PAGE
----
Qualitative Techniques: Slope Fields

A differentiable function--and the solutions to differential equations better be differentiable--has tangent lines at every point. Let's draw small pieces of some of these tangent lines of the function tex2html_wrap_inline32 :

Slope fields (also called vector fields or direction fields) are a tool to graphically obtain the solutions to a first order differential equation. Consider the following example:


The slope, y'(x), of the solutions y(x), is determined once we know the values for x and y , e.g., if x=1 and y=-1, then the slope of the solution y(x) passing through the point (1,-1) will be tex2html_wrap_inline50 . If we graph y(x) in the x-y plane, it will have slope 2, given x=1 and y=-1. We indicate this graphically by inserting a small line segment at the point (1,-1) of slope 2.

Thus, the solution of the differential equation with the initial condition y(1)=-1 will look similar to this line segment as long as we stay close to x=-1.

Of course, doing this at just one point does not give much information about the solutions. We want to do this simultaneously at many points in the x-y plane.

We can get an idea as to the form of the differential equation's solutions by " connecting the dots." So far, we have graphed little pieces of the tangent lines of our solutions. The " true" solutions should not differ very much from those tangent line pieces!

Let's consider the following differential equation:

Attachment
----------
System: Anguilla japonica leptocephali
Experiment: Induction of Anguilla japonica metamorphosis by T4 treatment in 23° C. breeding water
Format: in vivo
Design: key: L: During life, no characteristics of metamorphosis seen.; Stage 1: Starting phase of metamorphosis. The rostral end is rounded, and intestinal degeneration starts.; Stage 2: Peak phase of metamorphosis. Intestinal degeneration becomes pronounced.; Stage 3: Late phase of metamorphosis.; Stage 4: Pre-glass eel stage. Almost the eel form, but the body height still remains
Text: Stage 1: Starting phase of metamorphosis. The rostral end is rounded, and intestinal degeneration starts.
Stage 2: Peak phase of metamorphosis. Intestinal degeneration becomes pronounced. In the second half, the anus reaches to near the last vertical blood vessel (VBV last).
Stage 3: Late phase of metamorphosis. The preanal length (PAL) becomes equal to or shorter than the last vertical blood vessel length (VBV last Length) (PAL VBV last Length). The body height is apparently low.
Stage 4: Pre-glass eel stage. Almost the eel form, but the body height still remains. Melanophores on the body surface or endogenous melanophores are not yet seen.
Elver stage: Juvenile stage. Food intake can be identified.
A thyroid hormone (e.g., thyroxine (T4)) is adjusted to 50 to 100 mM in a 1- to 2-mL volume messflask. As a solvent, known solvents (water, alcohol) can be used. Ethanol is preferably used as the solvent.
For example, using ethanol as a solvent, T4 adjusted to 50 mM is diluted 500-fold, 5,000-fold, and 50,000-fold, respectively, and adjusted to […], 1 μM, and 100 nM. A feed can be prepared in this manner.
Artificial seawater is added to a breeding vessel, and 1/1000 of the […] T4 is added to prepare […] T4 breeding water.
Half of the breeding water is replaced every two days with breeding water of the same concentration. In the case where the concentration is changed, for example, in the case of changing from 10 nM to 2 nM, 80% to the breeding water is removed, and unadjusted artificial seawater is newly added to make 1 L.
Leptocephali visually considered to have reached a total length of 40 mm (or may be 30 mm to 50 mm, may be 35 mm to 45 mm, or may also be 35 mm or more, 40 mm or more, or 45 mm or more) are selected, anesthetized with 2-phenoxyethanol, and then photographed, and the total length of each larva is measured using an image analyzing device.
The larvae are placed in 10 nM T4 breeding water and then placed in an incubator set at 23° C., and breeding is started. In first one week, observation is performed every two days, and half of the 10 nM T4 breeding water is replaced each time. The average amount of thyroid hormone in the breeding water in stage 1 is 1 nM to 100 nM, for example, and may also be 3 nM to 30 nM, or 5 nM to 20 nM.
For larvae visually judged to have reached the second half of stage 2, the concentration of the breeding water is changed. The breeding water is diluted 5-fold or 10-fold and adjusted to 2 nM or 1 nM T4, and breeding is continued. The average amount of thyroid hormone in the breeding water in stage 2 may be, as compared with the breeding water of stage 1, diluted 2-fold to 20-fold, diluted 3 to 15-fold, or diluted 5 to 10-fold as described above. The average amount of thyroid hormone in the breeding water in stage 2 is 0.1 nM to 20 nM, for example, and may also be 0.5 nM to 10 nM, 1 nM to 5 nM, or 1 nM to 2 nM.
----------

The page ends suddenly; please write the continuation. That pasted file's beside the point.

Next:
Here, the right-hand side of the differential equation depends only on the dependent variable y, not on the independent variable x. Such a differential equation is called autonomous. Autonomous differential equations are always separable.

Autonomous differential equations have a very special property; their slope fields are horizontal-shift-invariant, i.e. along a horizontal line the slope does not vary.

Try it yourself!

What is special about the solutions to an autonomous differential equation?

Here is an example of the logistic equation which describes growth with a natural population ceiling:


Note that this equation is also autonomous!

The solutions of this logistic equation have the following form:


As a last example, we consider the non-autonomous differential equation


Now the slope field looks slightly more complicated.

Here is the same slope field again. What is special about the points on the red parabola?

If you would like more practice, click on Example.

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Author: Helmut Knaust

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